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Showing for which h a matrix is diagonalizable

  1. Oct 30, 2016 #1
    1. The problem statement, all variables and given/known data
    For what ##h## is the matrix ##\begin{bmatrix}1 & -h^2 & 2h \\ 0 & 2h & h \\ 0 & 0 & h^2 \end{bmatrix}## diagonalizable with real eigenvalues? (More than one may be correct)

    a) -2, b) -1, c) 0, d) 1, e) 2

    2. Relevant equations


    3. The attempt at a solution
    We already know the eigenvalues, since the matrix is upper triangular. How do we proceed? Do we just plug in the values of h and see if it is diagonalizable? It seems like that would take a very long time...
     
  2. jcsd
  3. Oct 30, 2016 #2

    andrewkirk

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    Yes, I would say the question is poorly expressed. I think what they meant to ask here is 'for what ##h## is the matrix diagonalisable over the reals?', which means that the change of basis matrix used must have only real entries.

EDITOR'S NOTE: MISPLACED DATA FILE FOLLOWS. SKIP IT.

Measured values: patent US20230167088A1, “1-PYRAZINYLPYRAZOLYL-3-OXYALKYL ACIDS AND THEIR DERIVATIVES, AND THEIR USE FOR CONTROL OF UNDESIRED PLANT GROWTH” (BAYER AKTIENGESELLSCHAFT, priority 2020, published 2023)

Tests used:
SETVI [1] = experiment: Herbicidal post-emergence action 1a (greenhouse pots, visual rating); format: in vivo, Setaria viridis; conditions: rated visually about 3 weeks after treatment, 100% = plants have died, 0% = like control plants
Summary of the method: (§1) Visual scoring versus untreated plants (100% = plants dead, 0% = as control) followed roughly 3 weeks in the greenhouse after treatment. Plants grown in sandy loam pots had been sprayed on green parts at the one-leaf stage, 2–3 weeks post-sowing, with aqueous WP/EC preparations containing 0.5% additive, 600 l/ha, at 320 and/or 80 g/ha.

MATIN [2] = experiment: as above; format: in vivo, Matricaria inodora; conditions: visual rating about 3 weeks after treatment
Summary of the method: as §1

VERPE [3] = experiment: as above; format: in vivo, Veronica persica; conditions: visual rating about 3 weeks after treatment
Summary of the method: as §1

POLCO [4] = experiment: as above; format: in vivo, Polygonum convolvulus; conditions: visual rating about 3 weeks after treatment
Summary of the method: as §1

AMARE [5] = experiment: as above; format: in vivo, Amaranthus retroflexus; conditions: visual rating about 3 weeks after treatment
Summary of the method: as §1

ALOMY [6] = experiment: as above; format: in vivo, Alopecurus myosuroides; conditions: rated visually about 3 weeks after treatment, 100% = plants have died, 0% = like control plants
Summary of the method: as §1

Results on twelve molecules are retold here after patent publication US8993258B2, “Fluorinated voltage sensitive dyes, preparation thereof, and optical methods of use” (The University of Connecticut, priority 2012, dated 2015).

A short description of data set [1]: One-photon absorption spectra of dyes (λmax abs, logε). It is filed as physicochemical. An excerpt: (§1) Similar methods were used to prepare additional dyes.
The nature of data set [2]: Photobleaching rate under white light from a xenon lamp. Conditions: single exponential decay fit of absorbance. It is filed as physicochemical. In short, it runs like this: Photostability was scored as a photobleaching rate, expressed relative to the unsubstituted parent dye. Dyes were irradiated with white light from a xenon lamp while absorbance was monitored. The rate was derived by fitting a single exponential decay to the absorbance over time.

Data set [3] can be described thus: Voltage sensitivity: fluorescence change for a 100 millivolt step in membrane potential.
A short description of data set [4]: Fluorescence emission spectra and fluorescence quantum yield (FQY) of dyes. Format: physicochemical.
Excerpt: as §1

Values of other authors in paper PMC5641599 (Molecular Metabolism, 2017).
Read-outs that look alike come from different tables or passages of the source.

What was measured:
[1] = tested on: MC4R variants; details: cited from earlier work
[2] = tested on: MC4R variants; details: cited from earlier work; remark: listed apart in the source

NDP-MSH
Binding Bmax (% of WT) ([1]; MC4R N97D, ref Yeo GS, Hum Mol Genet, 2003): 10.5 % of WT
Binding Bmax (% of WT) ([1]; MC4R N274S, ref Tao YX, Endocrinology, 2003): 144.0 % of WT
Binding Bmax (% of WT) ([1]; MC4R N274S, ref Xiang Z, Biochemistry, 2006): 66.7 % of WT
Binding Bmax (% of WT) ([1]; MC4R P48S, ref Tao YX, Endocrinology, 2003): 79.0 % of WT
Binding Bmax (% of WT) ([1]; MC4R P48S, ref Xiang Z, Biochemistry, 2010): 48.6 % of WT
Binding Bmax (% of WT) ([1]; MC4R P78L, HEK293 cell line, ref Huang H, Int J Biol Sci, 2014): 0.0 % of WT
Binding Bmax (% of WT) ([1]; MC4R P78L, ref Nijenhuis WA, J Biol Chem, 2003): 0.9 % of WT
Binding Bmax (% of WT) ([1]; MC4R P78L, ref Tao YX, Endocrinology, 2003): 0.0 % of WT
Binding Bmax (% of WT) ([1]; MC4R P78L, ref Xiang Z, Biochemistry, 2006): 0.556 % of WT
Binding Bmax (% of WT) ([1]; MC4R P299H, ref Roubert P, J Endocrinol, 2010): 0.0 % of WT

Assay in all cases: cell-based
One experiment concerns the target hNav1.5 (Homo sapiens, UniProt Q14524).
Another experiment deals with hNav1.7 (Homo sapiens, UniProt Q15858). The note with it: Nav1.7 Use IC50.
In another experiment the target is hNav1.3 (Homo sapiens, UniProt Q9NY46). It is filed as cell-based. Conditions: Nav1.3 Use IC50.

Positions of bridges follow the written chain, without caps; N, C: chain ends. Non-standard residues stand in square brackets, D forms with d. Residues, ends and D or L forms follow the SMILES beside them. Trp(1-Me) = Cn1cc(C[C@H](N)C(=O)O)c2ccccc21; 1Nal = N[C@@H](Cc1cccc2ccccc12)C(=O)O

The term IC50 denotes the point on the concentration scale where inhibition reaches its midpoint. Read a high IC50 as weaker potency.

There is low-hanging fruit that enables determining whether some of a-e satisfy the requirement, based on the fact that:
    1. any diagonal matrix is diagonalisable
    2. any ##n\times n## matrix over field ##F## with ##n## distinct eigenvalues in ##F## is diagonalisable over ##F##.
    Having picked that fruit, you will have fewer of a-e left to try to work out whether they are diagonalisable using more advanced means. Have a go at that first part first.

    PS If you get stuck when you are up to the 'more advanced means' for the remaining cases, have a look in this wiki section about characterisation of diagonalisability.
     
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